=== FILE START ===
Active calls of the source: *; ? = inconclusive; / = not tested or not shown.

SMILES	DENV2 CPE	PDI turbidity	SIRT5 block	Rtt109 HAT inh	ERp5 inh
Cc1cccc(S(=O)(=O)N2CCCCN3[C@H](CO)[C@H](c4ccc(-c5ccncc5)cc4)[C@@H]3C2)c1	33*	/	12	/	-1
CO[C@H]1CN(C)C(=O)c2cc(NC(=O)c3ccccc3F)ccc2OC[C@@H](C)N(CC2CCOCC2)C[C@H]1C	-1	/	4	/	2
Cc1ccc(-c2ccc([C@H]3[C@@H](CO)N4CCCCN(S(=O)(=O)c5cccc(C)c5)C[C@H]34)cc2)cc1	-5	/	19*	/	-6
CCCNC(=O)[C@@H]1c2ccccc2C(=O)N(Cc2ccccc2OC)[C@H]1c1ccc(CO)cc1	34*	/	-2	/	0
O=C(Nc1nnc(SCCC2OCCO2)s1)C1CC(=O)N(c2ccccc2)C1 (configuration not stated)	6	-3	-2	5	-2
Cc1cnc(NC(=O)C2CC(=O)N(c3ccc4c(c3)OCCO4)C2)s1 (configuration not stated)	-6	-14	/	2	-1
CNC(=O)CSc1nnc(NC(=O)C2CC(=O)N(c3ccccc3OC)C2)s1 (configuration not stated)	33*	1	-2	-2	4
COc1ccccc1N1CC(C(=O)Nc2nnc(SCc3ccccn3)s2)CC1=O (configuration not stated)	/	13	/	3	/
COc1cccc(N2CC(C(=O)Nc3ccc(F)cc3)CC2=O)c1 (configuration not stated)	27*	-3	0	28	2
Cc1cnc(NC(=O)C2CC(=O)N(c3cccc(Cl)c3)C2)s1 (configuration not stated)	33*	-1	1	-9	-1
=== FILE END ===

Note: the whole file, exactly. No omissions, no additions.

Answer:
Active calls of the source: *; ? = inconclusive; / = not tested or not shown.

SMILES	DENV2 CPE	PDI turbidity	SIRT5 block	Rtt109 HAT inh	ERp5 inh
Cc1cccc(S(=O)(=O)N2CCCCN3[C@H](CO)[C@H](c4ccc(-c5ccncc5)cc4)[C@@H]3C2)c1	33*	/	12	/	-1
CO[C@H]1CN(C)C(=O)c2cc(NC(=O)c3ccccc3F)ccc2OC[C@@H](C)N(CC2CCOCC2)C[C@H]1C	-1	/	4	/	2
Cc1ccc(-c2ccc([C@H]3[C@@H](CO)N4CCCCN(S(=O)(=O)c5cccc(C)c5)C[C@H]34)cc2)cc1	-5	/	19*	/	-6
CCCNC(=O)[C@@H]1c2ccccc2C(=O)N(Cc2ccccc2OC)[C@H]1c1ccc(CO)cc1	34*	/	-2	/	0
O=C(Nc1nnc(SCCC2OCCO2)s1)C1CC(=O)N(c2ccccc2)C1 (configuration not stated)	6	-3	-2	5	-2
Cc1cnc(NC(=O)C2CC(=O)N(c3ccc4c(c3)OCCO4)C2)s1 (configuration not stated)	-6	-14	/	2	-1
CNC(=O)CSc1nnc(NC(=O)C2CC(=O)N(c3ccccc3OC)C2)s1 (configuration not stated)	33*	1	-2	-2	4
COc1ccccc1N1CC(C(=O)Nc2nnc(SCc3ccccn3)s2)CC1=O (configuration not stated)	/	13	/	3	/
COc1cccc(N2CC(C(=O)Nc3ccc(F)cc3)CC2=O)c1 (configuration not stated)	27*	-3	0	28	2
Cc1cnc(NC(=O)C2CC(=O)N(c3cccc(Cl)c3)C2)s1 (configuration not stated)	33*	-1	1	-9	-1